No basketball coach in NCAA history has more wins in their first three seasons than Brad Underwood, the new coach at Oklahoma State.
Underwood’s career win percentage is a sizzling 86 percent, which is tied with Adolph Rupp of Kentucky for the fourth best three-year start in NCAA history.
Underwood replaces Travis Ford and will try to bring the success he enjoyed during the last three year at Stephen F. Austin University to OSU.
Underwood is a 1986 graduate of Kansas State, where he played for former Oklahoma A&M football and basketball standout Jack Hartman. Hartman learned his craft under legendary Cowboy Coach Henry Iba.
Underwood was a member of Hartman’s final teams at K-State, and helped Hartman become the winningest coach in Wildcat history.
“Coach Iba stood for everything and his tree was so wide,” Underwood said. “He stood for discipline, he stood for everything that was about winning and Coach Hartman taught us all of those things. Then as a younger coach, watching Coach Sutton’s team and how hard they guarded and how disciplined; the tenacity they played with. Watching them in practice, that was always a treat unto itself.”
In 2014, Underwood’s team upset VCU in the opening round of the NCAA Tournament.
This year, the Lumberjacks defeated No. 3 seeded West Virginia in the first round and came within two seconds of beating Notre Dame in the second round.
With his most recent NCAA run, Underwood improved his career record to 89-14, tied with Brad Stevens (Butler, 2008-10) for the most wins by a head coach in his first three seasons at an NCAA school.
“In 2006, I’m with Bob Huggins at Kansas State and a coach on our staff was Frank Martin,” Underwood said. “I can remember telling Frank Martin, ‘wait until you go to Gallagher-Iba. You’ve never seen anything like it. It’s one of the loudest and most intimidating places.’ Sitting over on that visiting bench, it was unbelievable. He left saying, ‘Wow’, and when you got Frank to say wow, it was pretty impressive.”
Underwood got a flurry of calls about job openings after the Notre Dame game but he knew he wanted to go to OSU.
” I didn’t field any other calls or have interest in anything else,” Underwood said. “I knew this was where I wanted to be. My wife confirmed that yesterday after being here for only 12 hours. We’re driving around and she looks over and says, ‘This feels like home.’”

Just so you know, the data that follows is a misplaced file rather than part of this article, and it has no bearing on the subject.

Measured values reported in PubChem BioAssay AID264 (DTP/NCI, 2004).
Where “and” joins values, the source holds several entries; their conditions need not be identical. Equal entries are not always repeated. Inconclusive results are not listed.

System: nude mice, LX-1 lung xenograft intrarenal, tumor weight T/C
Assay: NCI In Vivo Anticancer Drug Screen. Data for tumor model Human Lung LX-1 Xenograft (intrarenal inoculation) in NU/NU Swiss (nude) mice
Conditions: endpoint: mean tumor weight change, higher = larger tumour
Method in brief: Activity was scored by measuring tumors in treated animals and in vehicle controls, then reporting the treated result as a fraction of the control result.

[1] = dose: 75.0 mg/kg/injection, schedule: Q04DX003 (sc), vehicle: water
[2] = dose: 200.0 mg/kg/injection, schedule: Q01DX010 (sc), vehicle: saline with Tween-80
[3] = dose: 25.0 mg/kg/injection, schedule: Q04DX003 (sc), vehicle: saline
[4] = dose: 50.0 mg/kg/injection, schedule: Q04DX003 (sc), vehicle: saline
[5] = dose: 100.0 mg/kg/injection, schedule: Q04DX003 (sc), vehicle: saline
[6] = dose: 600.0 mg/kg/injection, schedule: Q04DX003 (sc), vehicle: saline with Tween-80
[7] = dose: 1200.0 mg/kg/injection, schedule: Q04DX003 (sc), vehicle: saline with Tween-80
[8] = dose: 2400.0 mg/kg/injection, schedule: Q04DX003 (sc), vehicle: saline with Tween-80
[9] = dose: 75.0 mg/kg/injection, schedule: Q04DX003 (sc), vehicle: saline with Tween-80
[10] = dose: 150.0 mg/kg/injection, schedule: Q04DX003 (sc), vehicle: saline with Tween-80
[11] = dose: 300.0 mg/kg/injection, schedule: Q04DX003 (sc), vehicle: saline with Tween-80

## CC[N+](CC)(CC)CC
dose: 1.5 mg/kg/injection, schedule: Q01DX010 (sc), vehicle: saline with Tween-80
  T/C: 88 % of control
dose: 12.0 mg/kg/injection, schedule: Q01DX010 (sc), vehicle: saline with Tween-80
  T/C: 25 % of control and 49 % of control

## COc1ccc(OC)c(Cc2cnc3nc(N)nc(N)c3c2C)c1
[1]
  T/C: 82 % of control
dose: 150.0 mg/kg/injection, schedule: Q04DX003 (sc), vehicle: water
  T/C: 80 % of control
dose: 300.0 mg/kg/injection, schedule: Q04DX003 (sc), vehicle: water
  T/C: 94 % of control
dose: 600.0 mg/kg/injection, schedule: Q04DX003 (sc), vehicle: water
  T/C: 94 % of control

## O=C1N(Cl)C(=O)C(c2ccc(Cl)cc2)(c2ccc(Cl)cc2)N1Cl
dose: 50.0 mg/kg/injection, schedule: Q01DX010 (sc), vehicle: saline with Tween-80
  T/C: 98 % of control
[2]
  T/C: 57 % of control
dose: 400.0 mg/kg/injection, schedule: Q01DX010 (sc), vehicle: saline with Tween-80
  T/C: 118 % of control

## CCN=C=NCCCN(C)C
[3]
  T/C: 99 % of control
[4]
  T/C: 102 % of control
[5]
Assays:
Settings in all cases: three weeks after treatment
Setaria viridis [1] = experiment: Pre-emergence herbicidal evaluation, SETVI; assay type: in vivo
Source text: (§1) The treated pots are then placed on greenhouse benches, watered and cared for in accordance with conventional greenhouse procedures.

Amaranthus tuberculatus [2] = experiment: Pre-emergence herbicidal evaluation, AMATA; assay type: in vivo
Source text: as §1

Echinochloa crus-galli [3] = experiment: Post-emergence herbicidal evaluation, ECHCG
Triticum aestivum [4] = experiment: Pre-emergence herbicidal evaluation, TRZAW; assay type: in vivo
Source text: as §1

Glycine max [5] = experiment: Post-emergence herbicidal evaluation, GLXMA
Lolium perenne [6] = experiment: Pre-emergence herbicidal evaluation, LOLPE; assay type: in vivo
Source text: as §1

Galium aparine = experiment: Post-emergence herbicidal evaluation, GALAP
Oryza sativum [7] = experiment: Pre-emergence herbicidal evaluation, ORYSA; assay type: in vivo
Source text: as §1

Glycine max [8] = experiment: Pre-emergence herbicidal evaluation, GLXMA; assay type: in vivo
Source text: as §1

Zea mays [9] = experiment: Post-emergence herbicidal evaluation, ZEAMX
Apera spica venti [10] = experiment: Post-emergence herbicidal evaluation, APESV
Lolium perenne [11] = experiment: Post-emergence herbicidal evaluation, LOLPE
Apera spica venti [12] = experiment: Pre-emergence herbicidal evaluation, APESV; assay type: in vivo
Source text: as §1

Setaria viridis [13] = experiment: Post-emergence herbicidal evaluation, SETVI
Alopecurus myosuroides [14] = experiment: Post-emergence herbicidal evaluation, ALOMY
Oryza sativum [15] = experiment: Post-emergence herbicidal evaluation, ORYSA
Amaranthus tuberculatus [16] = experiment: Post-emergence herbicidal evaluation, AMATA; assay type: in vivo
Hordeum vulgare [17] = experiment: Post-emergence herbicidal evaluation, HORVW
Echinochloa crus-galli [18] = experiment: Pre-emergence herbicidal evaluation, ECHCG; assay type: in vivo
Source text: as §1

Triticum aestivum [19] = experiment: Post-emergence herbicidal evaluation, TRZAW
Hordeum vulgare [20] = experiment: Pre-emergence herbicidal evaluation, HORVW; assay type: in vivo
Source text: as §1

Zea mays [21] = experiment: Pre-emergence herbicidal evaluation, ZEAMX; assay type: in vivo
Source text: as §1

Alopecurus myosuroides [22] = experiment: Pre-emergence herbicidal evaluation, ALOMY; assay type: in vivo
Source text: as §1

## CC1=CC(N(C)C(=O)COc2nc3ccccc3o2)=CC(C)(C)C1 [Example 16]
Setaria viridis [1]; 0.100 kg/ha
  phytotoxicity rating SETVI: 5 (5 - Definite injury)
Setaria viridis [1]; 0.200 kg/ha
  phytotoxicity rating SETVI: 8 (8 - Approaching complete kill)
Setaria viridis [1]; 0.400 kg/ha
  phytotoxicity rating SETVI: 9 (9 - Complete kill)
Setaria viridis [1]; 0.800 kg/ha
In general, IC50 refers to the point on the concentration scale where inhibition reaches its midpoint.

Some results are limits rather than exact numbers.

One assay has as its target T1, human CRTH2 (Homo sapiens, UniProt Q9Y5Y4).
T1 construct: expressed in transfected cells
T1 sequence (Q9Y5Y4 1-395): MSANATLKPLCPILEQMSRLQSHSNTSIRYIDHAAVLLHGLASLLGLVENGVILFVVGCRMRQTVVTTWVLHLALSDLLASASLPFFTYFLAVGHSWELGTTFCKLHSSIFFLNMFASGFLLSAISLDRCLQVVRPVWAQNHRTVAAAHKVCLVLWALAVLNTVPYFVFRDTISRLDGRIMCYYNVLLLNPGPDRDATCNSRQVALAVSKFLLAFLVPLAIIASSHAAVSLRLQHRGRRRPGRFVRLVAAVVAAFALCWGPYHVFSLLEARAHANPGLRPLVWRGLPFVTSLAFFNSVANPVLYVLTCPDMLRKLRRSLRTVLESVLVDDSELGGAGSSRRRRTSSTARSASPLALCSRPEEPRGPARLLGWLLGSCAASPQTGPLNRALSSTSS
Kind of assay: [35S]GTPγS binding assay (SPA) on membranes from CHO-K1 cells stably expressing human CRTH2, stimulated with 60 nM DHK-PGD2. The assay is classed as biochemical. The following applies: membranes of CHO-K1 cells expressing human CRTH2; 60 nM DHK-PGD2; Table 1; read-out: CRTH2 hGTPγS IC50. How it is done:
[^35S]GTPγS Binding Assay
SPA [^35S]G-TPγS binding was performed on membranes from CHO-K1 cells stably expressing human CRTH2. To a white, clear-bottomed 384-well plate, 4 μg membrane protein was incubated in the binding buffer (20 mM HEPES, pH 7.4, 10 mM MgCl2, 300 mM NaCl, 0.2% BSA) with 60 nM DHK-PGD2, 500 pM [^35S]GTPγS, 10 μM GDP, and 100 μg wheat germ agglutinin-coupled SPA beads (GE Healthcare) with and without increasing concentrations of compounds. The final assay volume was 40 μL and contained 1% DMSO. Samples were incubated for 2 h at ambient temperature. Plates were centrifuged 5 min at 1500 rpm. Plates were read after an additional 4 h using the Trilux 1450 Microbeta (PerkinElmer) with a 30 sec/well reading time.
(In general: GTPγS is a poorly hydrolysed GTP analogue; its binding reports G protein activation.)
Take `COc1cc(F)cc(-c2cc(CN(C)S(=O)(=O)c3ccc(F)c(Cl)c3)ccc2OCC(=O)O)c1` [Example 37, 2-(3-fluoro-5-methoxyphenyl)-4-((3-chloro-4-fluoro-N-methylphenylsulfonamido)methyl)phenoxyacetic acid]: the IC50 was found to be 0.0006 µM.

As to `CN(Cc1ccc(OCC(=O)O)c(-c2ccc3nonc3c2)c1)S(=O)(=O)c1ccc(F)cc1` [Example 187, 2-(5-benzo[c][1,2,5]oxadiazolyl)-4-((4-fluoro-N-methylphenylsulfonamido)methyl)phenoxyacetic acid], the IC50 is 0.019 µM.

Underwood is the first coach to ever win three straight Southland Conference Coach of the Year awards.
Underwood led SFA to the two longest winning streaks in league history. He and the Lumberjacks won 29 straight games in 2013-14, and his team rode a 21-game win streak into the NCAA Tournament second-round showdown against Notre Dame.
“We’re coming here to win,” Underwood said. “I told the players yesterday in a team meeting, losing is not an option. We’re going to work. I have no greater appreciation for the fans who have to get in their vehicles on a Wednesday night and drive to come support us and the work that these guys have put in.
“The one thing I can promise you is that we’re going to play for the name on the front of the uniform. I can promise you this: You’re not going to find a group of guys who are going to take that court every single day and work any harder. We’re going to guard, we’re going to rebound and we’re going to make life tough as (expletive) for everyone we play.”
Underwood’s SFA teams were known for their defense, but also for their assist-oriented offenses. This season, the Lumberjacks led the nation in scoring margin (plus 16.9), turnover margin (plus 6.5) and turnovers forced (plus 18.6), and also ranked second in assists per game (18.7) and seventh in steals per game (9.1).
Under his guidance, SFA produced eight All-Southland Conference selections, as well as three conference MVPs. Thomas Walkup won each of the last two SLC Player of the Year awards, and helped the Lumberjacks finish the 2015-16 season with a 28-6 mark.
“This is not about me, this is not about the athletes, this is about filling this arena because of the tradition and the culture,” Underwood in his first press conference. “Those are the two hardest things there is to find. It takes years and years to develop tradition; and the Ibas and the Suttons – that’s as big as it gets.
“We’ve got to have the students. The rowdiest arena in America, we have to get back to that.
“We have to make this miserable for opponents, and we’ll do that. I look forward to traveling this state, traveling into Texas and meeting all of you because ultimately life is about relationships.”
OSU Athletic Director said Underwood was on the top of his list of possible replacements.
“I had a good plan in place, but Mike Tyson said ‘You know everybody has got a plan until you get hit in the mouth,’” Holder said. “I promise you, it’s competitive out there for hiring coaches, either football or basketball.
“You don’t sit back and interview on campus to entertain people. You might do that in the corporate world. You might do that in some of our sports, but that’s not going to work in football and basketball. I knew exactly who we wanted at the top of our list, but I was afraid someone might beat us to the starting point.”
Holder called Robert Hill at SFA and told him he was interested in Underwood and agreed to not contact him until they lost in the tournament.